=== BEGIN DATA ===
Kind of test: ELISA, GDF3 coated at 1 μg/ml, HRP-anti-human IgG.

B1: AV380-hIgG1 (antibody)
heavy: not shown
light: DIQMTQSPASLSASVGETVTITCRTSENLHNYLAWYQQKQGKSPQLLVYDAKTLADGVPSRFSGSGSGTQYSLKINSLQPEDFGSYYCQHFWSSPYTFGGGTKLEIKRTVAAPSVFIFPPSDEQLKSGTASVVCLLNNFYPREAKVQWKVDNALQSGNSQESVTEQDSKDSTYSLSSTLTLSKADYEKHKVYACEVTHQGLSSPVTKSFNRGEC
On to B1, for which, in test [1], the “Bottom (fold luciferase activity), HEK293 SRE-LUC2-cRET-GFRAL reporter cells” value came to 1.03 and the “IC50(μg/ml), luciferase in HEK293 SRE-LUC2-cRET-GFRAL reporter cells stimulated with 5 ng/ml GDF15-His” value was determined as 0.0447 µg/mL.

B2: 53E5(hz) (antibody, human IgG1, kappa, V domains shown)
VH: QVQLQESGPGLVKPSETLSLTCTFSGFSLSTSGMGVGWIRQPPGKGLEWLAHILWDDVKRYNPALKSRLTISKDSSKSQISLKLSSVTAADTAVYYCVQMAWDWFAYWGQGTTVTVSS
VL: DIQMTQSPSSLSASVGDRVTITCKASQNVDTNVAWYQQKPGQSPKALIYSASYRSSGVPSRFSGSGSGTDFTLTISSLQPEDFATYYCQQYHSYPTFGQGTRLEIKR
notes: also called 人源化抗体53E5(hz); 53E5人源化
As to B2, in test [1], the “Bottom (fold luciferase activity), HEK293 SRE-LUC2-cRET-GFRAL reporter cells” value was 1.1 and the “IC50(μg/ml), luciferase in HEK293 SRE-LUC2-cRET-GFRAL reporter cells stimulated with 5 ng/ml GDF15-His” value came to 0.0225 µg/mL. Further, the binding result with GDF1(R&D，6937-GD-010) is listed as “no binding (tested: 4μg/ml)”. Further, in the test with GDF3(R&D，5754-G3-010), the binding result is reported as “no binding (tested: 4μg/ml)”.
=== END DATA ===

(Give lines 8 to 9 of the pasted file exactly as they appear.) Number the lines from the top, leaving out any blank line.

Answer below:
VL: DIQMTQSPSSLSASVGDRVTITCKASQNVDTNVAWYQQKPGQSPKALIYSASYRSSGVPSRFSGSGSGTDFTLTISSLQPEDFATYYCQQYHSYPTFGQGTRLEIKR
notes: also called 人源化抗体53E5(hz); 53E5人源化